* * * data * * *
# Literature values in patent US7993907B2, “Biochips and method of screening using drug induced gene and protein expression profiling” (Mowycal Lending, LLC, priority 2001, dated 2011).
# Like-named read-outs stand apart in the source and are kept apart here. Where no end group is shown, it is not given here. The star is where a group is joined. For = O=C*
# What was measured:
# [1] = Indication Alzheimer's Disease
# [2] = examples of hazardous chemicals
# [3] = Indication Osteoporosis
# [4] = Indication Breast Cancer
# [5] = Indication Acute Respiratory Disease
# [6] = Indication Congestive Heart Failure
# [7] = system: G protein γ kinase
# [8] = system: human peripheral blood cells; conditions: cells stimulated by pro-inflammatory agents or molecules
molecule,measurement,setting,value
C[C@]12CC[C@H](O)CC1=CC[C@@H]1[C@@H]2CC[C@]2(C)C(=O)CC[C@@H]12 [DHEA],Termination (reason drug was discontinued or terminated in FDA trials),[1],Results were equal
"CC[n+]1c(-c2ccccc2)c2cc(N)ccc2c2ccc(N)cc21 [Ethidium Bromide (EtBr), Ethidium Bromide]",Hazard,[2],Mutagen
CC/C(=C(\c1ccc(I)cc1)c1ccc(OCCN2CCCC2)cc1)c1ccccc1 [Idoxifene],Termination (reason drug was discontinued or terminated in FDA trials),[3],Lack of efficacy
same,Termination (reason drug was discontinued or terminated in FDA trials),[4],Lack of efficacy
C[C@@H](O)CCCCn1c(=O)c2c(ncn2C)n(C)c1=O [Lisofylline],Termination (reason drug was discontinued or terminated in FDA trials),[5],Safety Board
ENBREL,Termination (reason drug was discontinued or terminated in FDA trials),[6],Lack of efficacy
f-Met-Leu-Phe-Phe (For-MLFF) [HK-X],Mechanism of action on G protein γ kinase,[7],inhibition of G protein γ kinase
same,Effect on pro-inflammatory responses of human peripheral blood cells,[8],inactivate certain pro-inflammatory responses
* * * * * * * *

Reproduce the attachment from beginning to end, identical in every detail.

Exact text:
# Literature values in patent US7993907B2, “Biochips and method of screening using drug induced gene and protein expression profiling” (Mowycal Lending, LLC, priority 2001, dated 2011).
# Like-named read-outs stand apart in the source and are kept apart here. Where no end group is shown, it is not given here. The star is where a group is joined. For = O=C*
# What was measured:
# [1] = Indication Alzheimer's Disease
# [2] = examples of hazardous chemicals
# [3] = Indication Osteoporosis
# [4] = Indication Breast Cancer
# [5] = Indication Acute Respiratory Disease
# [6] = Indication Congestive Heart Failure
# [7] = system: G protein γ kinase
# [8] = system: human peripheral blood cells; conditions: cells stimulated by pro-inflammatory agents or molecules
molecule,measurement,setting,value
C[C@]12CC[C@H](O)CC1=CC[C@@H]1[C@@H]2CC[C@]2(C)C(=O)CC[C@@H]12 [DHEA],Termination (reason drug was discontinued or terminated in FDA trials),[1],Results were equal
"CC[n+]1c(-c2ccccc2)c2cc(N)ccc2c2ccc(N)cc21 [Ethidium Bromide (EtBr), Ethidium Bromide]",Hazard,[2],Mutagen
CC/C(=C(\c1ccc(I)cc1)c1ccc(OCCN2CCCC2)cc1)c1ccccc1 [Idoxifene],Termination (reason drug was discontinued or terminated in FDA trials),[3],Lack of efficacy
same,Termination (reason drug was discontinued or terminated in FDA trials),[4],Lack of efficacy
C[C@@H](O)CCCCn1c(=O)c2c(ncn2C)n(C)c1=O [Lisofylline],Termination (reason drug was discontinued or terminated in FDA trials),[5],Safety Board
ENBREL,Termination (reason drug was discontinued or terminated in FDA trials),[6],Lack of efficacy
f-Met-Leu-Phe-Phe (For-MLFF) [HK-X],Mechanism of action on G protein γ kinase,[7],inhibition of G protein γ kinase
same,Effect on pro-inflammatory responses of human peripheral blood cells,[8],inactivate certain pro-inflammatory responses